INSKEEP: You can order an Americano or a cappuccino instead of traditional Arabic coffee. This is one of many businesses Aweidah has owned over the years. When I first met him here almost a decade ago, he was running the Palestinian stock exchange.

The last time we talked, when you were at the stock exchange, you saw that as part of building a Palestinian national identity.

AWEIDAH: Absolutely.

INSKEEP: How did that work out?

AWEIDAH: Well, depends.

INSKEEP: He argues that Palestinian businesses suffer under Israeli oversight. He then offered what he called a frightening reality, that something else highlighted the Palestinian cause, the October 7 attack by Hamas.

AWEIDAH: I don't think we've ever - you know, we've ever been in the center of the hearts of minds of the entire world like we are now, albeit for an extremely heavy price.

INSKEEP: Like some others we met here, Aweidah minimized the violence of the Hamas attack that killed 1,400 people.

AWEIDAH: Maybe not me personally, but, you know, for people who have tried the political process for 30 years now, maybe the path of armed resistance is a solution.

INSKEEP: This is a particular kind of armed resistance, though, targeting women and children, targeting unarmed people.

AWEIDAH: That is - the Israelis target women and children all the time.

INSKEEP: Israel denies deliberately targeting civilians. Aweidah does not talk, as Hamas has, of driving Jews from Israel. He talks instead of a rainbow state where all people would enjoy equal rights. Yet, he argues, the Hamas attack had a certain effect.

AWEIDAH: Because the entire world had forgotten about the Palestinians. The Israelis had forgotten about the Palestinians. The occupation became sort of the occupation number 54 on any average Israeli's mind. You know, it was - there was this certain belief that this really could go on forever at a very, very low cost.

INSKEEP: Meaning that the occupation could continue...

AWEIDAH: Would continue forever. The settlement building would continue forever and that the Palestinians were going to shut up and just lump it and end up living in isolated little cantons among a sea of Jewish settlement.

INSKEEP: He is now hoping Israel will more seriously consider a political solution.

I'm interested in what you foresee. You say after this, meaning after this war between Israel and Hamas. Israel intends to crush Hamas.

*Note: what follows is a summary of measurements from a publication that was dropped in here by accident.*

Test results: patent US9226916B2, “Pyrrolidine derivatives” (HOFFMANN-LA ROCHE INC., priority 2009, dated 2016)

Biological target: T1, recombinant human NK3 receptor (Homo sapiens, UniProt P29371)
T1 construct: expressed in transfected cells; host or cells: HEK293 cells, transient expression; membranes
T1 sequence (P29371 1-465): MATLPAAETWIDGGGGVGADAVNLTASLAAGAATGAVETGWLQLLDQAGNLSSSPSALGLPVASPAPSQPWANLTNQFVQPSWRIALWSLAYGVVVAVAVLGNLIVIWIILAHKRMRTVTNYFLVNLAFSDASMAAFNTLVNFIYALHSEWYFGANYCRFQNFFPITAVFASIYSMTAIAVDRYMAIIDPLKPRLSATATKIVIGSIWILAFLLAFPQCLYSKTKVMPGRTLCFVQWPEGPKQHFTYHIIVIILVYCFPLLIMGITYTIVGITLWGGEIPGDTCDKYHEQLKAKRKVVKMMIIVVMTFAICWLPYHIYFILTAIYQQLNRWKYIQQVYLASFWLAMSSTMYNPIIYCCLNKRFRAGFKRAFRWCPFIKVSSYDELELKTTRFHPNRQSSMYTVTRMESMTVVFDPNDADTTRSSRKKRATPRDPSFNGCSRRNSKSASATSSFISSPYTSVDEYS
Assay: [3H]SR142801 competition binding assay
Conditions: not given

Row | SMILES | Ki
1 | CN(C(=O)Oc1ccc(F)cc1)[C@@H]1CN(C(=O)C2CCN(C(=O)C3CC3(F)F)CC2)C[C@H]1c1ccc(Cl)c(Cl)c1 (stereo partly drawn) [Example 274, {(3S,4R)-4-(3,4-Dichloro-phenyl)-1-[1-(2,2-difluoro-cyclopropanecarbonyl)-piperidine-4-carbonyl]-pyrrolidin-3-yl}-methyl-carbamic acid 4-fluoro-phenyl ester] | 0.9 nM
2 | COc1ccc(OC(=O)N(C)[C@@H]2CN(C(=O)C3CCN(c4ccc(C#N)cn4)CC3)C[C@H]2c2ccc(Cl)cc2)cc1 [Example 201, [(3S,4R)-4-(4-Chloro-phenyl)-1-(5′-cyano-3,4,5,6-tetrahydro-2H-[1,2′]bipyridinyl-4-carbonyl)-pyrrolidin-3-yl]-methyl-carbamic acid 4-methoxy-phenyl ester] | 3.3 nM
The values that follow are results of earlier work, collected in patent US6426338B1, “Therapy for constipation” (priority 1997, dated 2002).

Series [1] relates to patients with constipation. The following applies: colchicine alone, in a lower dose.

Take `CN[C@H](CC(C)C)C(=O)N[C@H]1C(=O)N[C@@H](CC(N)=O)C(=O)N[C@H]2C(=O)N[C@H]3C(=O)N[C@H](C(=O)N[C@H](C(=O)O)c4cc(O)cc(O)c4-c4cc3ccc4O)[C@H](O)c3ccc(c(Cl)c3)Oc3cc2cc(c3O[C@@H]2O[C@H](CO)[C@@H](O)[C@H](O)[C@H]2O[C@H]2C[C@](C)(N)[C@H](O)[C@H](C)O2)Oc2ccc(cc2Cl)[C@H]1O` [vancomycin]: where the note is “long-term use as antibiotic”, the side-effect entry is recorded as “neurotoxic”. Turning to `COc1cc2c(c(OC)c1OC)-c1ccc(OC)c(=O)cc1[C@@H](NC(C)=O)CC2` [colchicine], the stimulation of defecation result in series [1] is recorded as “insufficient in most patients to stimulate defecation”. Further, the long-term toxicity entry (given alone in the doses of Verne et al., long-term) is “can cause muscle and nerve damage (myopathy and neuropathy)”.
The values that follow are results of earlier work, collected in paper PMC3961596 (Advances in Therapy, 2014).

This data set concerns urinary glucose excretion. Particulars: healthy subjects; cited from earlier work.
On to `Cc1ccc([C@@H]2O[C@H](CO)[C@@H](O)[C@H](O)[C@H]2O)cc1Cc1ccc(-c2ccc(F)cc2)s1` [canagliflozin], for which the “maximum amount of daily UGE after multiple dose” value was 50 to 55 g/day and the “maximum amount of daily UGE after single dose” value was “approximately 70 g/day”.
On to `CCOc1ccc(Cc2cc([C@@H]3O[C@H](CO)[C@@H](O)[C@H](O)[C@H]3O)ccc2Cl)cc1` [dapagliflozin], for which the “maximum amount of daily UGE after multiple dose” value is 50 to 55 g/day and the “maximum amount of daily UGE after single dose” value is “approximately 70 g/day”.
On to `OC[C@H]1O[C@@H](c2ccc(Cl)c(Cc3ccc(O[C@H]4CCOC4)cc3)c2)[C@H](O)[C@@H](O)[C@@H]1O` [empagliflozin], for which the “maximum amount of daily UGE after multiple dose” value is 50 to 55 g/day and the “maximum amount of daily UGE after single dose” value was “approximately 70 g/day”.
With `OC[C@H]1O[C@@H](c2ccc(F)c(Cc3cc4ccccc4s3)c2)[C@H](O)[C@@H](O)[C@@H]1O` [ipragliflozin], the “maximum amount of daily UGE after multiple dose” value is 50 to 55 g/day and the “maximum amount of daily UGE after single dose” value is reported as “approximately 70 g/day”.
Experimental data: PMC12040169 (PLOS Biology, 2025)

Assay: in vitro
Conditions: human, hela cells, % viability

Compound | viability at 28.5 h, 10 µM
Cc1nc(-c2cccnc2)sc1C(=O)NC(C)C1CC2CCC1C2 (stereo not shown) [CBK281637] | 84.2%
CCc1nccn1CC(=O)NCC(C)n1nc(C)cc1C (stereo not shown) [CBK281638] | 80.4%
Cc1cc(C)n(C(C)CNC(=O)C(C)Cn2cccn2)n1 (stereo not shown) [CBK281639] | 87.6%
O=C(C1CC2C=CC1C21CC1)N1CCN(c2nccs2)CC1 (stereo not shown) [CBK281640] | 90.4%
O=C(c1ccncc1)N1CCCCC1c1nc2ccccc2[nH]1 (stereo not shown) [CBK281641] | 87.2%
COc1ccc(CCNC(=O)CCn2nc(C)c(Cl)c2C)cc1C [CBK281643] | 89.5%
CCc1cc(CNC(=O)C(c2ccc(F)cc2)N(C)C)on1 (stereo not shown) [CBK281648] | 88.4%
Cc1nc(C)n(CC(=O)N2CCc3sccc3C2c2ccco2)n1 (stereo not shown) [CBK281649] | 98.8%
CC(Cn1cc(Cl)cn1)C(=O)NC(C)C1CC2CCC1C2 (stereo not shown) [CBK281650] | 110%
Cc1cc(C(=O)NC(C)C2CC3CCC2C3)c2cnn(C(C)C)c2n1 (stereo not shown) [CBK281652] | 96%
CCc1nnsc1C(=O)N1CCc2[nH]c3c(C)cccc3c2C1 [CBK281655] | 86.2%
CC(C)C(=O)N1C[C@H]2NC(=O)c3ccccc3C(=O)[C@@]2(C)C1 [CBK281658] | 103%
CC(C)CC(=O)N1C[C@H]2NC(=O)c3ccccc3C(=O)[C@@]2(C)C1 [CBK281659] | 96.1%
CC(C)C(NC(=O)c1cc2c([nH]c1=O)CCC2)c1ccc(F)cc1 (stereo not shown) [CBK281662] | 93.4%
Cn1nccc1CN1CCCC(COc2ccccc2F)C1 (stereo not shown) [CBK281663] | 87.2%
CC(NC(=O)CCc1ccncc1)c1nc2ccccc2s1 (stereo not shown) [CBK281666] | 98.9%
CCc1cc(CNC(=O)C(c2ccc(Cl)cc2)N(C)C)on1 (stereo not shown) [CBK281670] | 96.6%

AWEIDAH: Well, yeah, yeah. Israel intends to crush Hamas, like Hamas is a thing that you can crush. This is just the most ridiculous thing I've ever heard.

INSKEEP: Israel has said Hamas is a terrorist organization separate from the Palestinian national cause. Aweidah says it's a political movement. And if he sounds angry at times, he says he has a reason. He pulled out his phone and brought up a photo.

AWEIDAH: This is my grandfather's house in West Jerusalem.

INSKEEP: He says his family was evicted from that stone house after Israel's victory in the 1967 war. Fifty-six years later, Aweidah says he still goes there with his cousin, and they have breakfast while sitting on a bench in the garden.

Do you expect something for that property?

AWEIDAH: Absolutely.

INSKEEP: What do you expect, to have...?

AWEIDAH: Minimum - a recognition of the guilt that - for a start, the psychological closure.

INSKEEP: This kind of historical view is not Israel's priority right now. Israel says it needs to eliminate an enemy that killed civilians and continues firing rockets at Israeli cities. Israel has said it is premature to say what kind of Palestinian government might follow Hamas. Whoever it is will face the reality of millions of Palestinians in Gaza and here on the West Bank who say they belong here.

(SOUNDBITE OF MUSIC) Transcript provided by NPR, Copyright NPR.

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Steve Inskeep is a host of NPR's Morning Edition, as well as NPR's morning news podcast Up First.